And a reminder, Georgia FiberFest is less than a fortnight away on 7-9 September! If you want to attend the banquet, be sure to register by Friday 1 September. I'm signed up for a class with Franklin Habit and another with Galina Khmeleva. STITCHES South appears to be hibernating for the foreseeable future. If we want a fiber festival in our own state, then please encourage the organizers and participants by attending the party. Of course, we're also dividing the cake into rather thin slices with Beth Brown-Reinsel at Yarn Rhapsody and Edie Eckman at South Carolina Knitting Guild that same weekend.

And Atlanta Knitting Guild has Marly Bird in October. She will be the speaker at our Thursday 5 October meeting and then teach classes Friday through Sunday. Reminder that early bird pricing ends Thursday 31 August.

Out beyond the horizon —
Registration has already opened for Kanuga Knitting & Quilting Retreat, which runs Thursday 11 January through Sunday 14 January 2018. I'll be teaching the knit swirl jacket, but there are several other knitting teachers. You can choose to immerse yourself in lace, socks, colorwork, or clever technique hacks.

Fiber Frenzy in Berea, Kentucky hosts their Pins and Needles Retreat the first weekend of February (the same weekend as South Carolina Knit Inn). Depending on where you live, it may be easier to go to Kentucky than South Carolina on Friday 2 February through Sunday 4 February 2018. Planning for Knit Inn has started, but neither the class offerings nor registration are announced. If you are a Southeastern knitter, then you'll be hoping for good travel weather the first weekend of February.

26 July 2017

Knitted Coral

I've continued experimentation with the Y increase and hyperbolic knitting.

In this case, I started with 8 pairs in the round. I alternated one round 1×1 ribbing, one round Y increase in every pair of stitches (thus doubling). I started with 8 pairs and bound off with 512 pairs. The yarn is Lily Sugar 'n Cream kitchen cotton — sturdy, inexpensive, easy-care yarn that comes in a 2½ ounce/120 yard put-up. Some stores also carry it in a 14 ounce cone.

I would love to make a very large hyperbolic poof. I think it would be interesting to be able to fall into one, as if it were some strange hyperbolic version of a bean bag chair. Here is the problem:

Powers of 2
  21  =  2
  22  =  4
  23  =  8
  24  =  16
  25  =  32
  26  =  64
  27  =  128
  28  =  256
  29  =  512
210  =  1,024
211  =  2,048
212  =  4,096
213  =  8,192
214  =  16,384
215  =  32,768
216  =  65,536
217  =  131,072
218  =  262,144
219  =  524,288
220  =  1,048,576
221  =  2,097,152
222  =  4,194,304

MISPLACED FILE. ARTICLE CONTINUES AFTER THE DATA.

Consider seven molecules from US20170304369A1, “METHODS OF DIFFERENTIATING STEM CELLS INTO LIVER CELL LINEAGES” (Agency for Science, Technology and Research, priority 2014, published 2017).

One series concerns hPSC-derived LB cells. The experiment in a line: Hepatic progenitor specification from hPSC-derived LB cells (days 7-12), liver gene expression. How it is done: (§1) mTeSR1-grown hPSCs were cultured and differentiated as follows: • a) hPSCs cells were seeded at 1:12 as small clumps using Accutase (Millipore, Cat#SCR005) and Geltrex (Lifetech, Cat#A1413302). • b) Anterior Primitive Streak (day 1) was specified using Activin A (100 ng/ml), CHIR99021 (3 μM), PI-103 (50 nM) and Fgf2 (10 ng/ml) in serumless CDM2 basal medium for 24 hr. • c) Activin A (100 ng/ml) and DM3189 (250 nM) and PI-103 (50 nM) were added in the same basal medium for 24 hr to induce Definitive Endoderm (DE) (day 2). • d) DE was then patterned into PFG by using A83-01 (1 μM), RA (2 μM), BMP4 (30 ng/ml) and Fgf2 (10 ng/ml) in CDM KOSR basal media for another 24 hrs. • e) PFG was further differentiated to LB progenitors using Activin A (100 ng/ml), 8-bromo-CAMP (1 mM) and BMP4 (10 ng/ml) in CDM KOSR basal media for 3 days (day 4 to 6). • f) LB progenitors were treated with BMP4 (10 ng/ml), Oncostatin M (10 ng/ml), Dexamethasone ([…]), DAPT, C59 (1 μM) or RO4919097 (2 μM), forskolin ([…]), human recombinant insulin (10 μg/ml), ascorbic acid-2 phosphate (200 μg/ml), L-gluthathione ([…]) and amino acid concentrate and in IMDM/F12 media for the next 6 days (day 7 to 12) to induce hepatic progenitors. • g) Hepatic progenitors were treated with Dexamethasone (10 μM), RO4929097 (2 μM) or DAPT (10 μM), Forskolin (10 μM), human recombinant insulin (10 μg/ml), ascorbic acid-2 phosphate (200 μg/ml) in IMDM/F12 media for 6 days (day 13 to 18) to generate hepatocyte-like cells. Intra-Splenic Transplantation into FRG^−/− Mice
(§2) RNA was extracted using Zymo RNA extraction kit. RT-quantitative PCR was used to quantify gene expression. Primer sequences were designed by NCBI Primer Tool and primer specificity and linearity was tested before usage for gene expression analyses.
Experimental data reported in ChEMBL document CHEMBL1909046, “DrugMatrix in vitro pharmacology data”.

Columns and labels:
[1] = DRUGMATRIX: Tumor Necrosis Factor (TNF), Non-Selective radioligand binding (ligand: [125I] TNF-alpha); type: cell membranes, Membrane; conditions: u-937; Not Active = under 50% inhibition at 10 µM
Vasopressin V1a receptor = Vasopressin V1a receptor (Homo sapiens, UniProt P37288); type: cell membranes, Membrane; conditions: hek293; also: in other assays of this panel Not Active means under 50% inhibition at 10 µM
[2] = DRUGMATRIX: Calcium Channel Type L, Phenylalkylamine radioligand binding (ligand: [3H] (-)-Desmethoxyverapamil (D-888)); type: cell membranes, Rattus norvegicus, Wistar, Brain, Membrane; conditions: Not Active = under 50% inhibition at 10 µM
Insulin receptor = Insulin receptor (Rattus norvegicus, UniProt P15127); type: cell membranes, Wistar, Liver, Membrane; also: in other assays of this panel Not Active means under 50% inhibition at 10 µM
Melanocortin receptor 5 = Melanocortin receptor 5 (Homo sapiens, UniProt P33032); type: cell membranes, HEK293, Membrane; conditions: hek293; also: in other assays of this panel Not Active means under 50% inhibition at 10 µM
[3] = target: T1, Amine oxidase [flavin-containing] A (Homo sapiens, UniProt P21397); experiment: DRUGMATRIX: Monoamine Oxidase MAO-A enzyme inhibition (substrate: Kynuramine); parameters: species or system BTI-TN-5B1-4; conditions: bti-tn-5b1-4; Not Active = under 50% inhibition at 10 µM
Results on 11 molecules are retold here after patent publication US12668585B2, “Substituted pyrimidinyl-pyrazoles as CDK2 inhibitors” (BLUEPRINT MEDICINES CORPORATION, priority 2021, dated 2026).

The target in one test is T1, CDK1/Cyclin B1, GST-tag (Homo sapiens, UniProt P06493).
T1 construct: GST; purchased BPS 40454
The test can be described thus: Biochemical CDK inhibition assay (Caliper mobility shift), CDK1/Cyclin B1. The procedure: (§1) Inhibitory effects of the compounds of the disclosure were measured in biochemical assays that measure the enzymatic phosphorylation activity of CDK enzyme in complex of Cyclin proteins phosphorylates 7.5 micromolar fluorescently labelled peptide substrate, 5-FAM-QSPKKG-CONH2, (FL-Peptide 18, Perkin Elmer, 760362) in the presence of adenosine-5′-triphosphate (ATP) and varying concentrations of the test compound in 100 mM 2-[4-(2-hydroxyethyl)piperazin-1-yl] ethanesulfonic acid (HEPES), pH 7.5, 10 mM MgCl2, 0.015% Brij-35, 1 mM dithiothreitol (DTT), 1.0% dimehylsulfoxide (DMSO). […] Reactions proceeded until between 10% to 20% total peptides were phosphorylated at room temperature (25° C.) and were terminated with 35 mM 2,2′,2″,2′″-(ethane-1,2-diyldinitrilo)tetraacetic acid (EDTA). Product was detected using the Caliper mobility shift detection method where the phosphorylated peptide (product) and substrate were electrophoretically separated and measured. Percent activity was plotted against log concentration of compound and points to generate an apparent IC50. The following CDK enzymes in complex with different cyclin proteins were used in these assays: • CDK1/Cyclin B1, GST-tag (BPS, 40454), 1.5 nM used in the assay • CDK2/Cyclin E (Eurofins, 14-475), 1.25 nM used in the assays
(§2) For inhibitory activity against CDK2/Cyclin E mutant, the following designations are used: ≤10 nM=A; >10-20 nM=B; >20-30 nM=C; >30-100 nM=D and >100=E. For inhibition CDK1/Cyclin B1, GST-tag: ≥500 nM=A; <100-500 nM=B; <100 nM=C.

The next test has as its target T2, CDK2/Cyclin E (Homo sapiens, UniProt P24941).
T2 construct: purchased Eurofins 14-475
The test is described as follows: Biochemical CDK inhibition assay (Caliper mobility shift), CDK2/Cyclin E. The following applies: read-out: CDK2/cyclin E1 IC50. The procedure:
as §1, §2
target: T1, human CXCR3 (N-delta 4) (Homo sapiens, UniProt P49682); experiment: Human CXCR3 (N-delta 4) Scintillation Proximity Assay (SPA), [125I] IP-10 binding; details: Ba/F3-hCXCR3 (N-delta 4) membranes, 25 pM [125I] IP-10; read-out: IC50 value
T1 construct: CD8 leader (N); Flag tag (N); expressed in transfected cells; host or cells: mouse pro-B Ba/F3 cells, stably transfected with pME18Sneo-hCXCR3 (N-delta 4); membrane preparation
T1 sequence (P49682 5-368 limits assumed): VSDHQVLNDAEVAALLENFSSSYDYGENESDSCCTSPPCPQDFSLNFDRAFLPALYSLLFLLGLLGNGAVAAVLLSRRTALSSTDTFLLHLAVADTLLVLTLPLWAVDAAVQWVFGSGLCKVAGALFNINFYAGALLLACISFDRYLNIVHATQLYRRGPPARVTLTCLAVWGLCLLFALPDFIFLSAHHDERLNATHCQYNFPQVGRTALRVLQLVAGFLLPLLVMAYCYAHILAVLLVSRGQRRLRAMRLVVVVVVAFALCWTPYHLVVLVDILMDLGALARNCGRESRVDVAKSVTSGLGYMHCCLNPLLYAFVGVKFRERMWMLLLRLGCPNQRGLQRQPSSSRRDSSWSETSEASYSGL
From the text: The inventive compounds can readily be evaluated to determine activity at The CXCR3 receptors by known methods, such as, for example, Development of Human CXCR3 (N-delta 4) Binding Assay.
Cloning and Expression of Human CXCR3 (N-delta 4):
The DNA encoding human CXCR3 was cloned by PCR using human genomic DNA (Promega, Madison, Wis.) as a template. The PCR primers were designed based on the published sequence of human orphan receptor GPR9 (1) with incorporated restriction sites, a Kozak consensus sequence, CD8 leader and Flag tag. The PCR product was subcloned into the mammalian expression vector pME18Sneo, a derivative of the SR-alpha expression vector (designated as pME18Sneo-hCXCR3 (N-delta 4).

223  =  8,388,608
224  =  16,777,216
225  =  33,554,432
226  =  67,108,864
227  =  134,217,728
228  =  268,435,456
229  =  536,870,912
230  =  1,073,741,824
231  =  2,147,483,648
232  =  4,294,967,296
233  =  8,589,934,592
234  =  17,179,869,184
235  =  34,359,738,368
236  =  68,719,476,736
237  =  137,438,953,472
238  =  274,877,906,944
239  =  549,755,813,888
240  =  1,099,511,627,776

This is where imagination bashes up against the laws of physics. You hit the million mark on the 20th increase round, billion mark on the 30th, and the trillionth on the 40th. There are 63,360 inches in a mile. If you got four stitches to the inch, then 253,440 stitches in a mile. That means that at the 20th increase round, you need 4 miles of cables, double-pointed needles, or whatever it is you are using to hold the live stitches. Crocheters do not have this problem. On the other hand, I like the greater drape of the knitted fabric. Crochet is stiffer.

My poof is just under 4 inches radius/8 inches diameter. It is 14 rounds tall: cast on round, 12 rounds pattern, one bind-off round. The next increase round + plain round will take about one skein of yarn. The pair of rounds after that will take about 2 skeins. I might be able to get to around 216 = 65,536. I've made a blanket with 80,000 stitches and a fine-gauge reversible lace scarf with 75,000. So I might be able to make a poof about 16 inches in diameter that weighs roughly 20 pounds (assuming 5 ounces of yarn gets me roughly 2000 stitches). This gives you a sense of why ruffles are a sign of conspicuous consumption. They devour yardage!

Another way of looking at this is that every time you increase, you are committing yourself to using as much yarn as you have already used in the whole rest of the project. I stopped at 512 stitches, which was a little over a full skein. If I had increased again, I would have needed a full skein of yarn just for that increase row and its corresponding plain row. So another approach is to weigh yarn, cast on, and when you have only about half left, bring the project to an end.

If I am understanding this form correctly, the center is the least dense. If I had started with one pair, the form would progress from a point to a cone to a hyperbolic pseudosphere. Since I started at 8 stitches in the round, the center is a circle that becomes a hyperbolic pseudosphere. Although the form ruffles around to fill up three-dimensional space, the edge gets longer and heavier and packs in faster than the radius grows. I am thinking that at some point, the mass of the fabric becomes a well-packed ball. In my example above, can you really crush 20 pounds of kitchen cotton into a 16-inch sphere? It is that packing problem that makes me think to comprehend the form fully, you need to keep knitting.

Of course, another approach is to add even more plain rows between the increase rows. This would allow the diameter to grow more quickly. But if you want one with an 18-inch radius/36 inch diameter, you are still looking at a massive project. (What I would really love is one with a 6- to 8- foot diameter, where I could touch it and interact with it.) Then again, maybe just commit to knitting 50 pounds of kitchen cotton into a hyperbolic beanbag chair and queue up streaming Netflix?

I must admit I've had a fascination with powers of two since I was very young. I can remember learning to multiple at school. Second or third grade, maybe? We had a big green blackboard with yellow chalk in the basement play room at home. I sat on the floor and multiplied by two over and over again until I filled up the blackboard. I was fascinated. And here, decades later, I am still enthralled.